Linda K. Wertheimer


Are Mitzvah Days An Excuse To Stay Away?

By Linda K. Wertheimer

Are Mitzvah Days An Excuse To Stay Away?
Some synagogues are taking steps to make sure Mitzvah Day volunteers do not treat the one-day event as their only community service commitment each year.Read More


Dynamic Leader Puts Oomph Back in Brandeis

By Linda K. Wertheimer

Dynamic Leader Puts Oomph Back in Brandeis
Brandeis president Fred Lawrence has achieved virtual rock star status. He still faces thorny questions about balancing the university’s Jewish heritage with demands for diversity.Read More


Facing Down Infertility — With the Help of Graphic Art, Immersion

By Linda K. Wertheimer

Facing Down Infertility — With the Help of Graphic Art, Immersion
Her eyes twinkling behind oval glasses, author Phoebe Potts led seven of us into the kitchen of the education center at a suburban Boston community mikveh. She lit a piece of paper on fire in the sink, and then urged us one at a time to toss our slips of paper into the flame. On that slip of paper each of us had written what got in the way of our voice — as writers or artists. Then, we symbolically destroyed what Potts refers to as our “internal mugger.”Read More


No Synagogues, Please

By Linda K. Wertheimer

No Synagogues, Please
It was almost sunset on a Friday in late October. This was a Jewish event, but there was nothing remotely Jewish about it, except the religion of the participants. The handful of families, with children ranging in age from 14 months to 5 years, came to the free class at the invitation of a parent hired by Boston’s Jewish Family Network to connect more families to the Jewish community. The children danced and bounced on trampolines as their parents socialized.Read More


In Shul, Cost Hasn’t Been a Barrier

By Linda K. Wertheimer

There had to be a catch — and a price tag. A rabbi left a message on my home answering machine inviting me to join an adult bat mitzvah class. But I was not a member of this rabbi’s suburban Boston synagogue.Read More






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    • Novelist Sayed Kashua finds it hard to write about the heartbreak of Gaza from the plush confines of Debra Winger's Manhattan pad. Tough to argue with that, whichever side of the conflict you are on.
    • "I’ve never bought illegal drugs, but I imagine a small-time drug deal to feel a bit like buying hummus underground in Brooklyn."
    • We try to show things that get less exposed to the public here. We don’t look to document things that are nice or that people would like. We don’t try to show this place as a beautiful place.”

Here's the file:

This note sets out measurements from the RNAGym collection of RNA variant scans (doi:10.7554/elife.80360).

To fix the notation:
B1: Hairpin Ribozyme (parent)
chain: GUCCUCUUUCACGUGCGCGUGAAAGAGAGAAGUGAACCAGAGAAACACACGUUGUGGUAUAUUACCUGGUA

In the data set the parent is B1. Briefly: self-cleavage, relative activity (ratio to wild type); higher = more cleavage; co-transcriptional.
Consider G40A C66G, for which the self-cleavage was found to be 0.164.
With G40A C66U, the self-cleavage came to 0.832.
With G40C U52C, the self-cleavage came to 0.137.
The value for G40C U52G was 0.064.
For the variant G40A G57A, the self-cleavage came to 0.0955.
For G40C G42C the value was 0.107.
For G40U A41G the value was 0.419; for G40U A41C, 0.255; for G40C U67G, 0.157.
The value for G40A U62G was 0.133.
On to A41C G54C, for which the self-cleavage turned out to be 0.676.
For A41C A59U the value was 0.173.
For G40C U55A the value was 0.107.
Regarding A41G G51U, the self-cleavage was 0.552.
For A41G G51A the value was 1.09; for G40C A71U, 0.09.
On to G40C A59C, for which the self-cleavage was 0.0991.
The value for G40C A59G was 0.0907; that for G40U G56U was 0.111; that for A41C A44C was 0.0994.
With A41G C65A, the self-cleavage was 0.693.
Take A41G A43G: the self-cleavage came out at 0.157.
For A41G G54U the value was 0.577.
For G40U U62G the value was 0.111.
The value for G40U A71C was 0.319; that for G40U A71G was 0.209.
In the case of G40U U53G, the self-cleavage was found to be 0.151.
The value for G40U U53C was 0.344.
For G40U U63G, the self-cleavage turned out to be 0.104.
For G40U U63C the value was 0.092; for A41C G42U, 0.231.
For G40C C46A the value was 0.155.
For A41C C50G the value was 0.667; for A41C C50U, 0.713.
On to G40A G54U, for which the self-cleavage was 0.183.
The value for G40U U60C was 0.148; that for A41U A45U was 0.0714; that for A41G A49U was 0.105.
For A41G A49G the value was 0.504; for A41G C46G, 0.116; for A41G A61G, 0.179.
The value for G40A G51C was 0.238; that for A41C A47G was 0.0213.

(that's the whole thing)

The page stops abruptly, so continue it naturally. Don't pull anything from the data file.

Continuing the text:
• A new Gallup poll shows that only 25% of Americans under 35 support the war in #Gaza. Does this statistic worry you?
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    • PHOTOS: Hundreds of protesters marched through lower Manhattan yesterday demanding an end to American support for Israel’s operation in #Gaza.
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    • This is what the rockets over Israel and Gaza look like from space:
    • "Israel should not let captives languish or corpses rot. It should do everything in its power to recover people and bodies. Jewish law places a premium on pidyon shvuyim, “the redemption of captives,” and proper burial. But not when the price will lead to more death and more kidnappings." Do you agree?
    • Slate.com's Allison Benedikt wrote that Taglit-Birthright Israel is partly to blame for the death of American IDF volunteer Max Steinberg. This is why she's wrong:
    • Israeli soldiers want you to buy them socks. And snacks. And backpacks. And underwear. And pizza. So claim dozens of fundraising campaigns launched by American Jewish and Israeli charities since the start of the current wave of crisis and conflict in Israel and Gaza.
    • The sign reads: “Dogs are allowed in this establishment but Zionists are not under any circumstances.”
    • Is Twitter Israel's new worst enemy?
    • More than 50 former Israeli soldiers have refused to serve in the current ground operation in #Gaza.
    • "My wife and I are both half-Jewish. Both of us very much felt and feel American first and Jewish second. We are currently debating whether we should send our daughter to a Jewish pre-K and kindergarten program or to a public one. Pros? Give her a Jewish community and identity that she could build on throughout her life. Cons? Costs a lot of money; She will enter school with the idea that being Jewish makes her different somehow instead of something that you do after or in addition to regular school. Maybe a Shabbat sing-along would be enough?"
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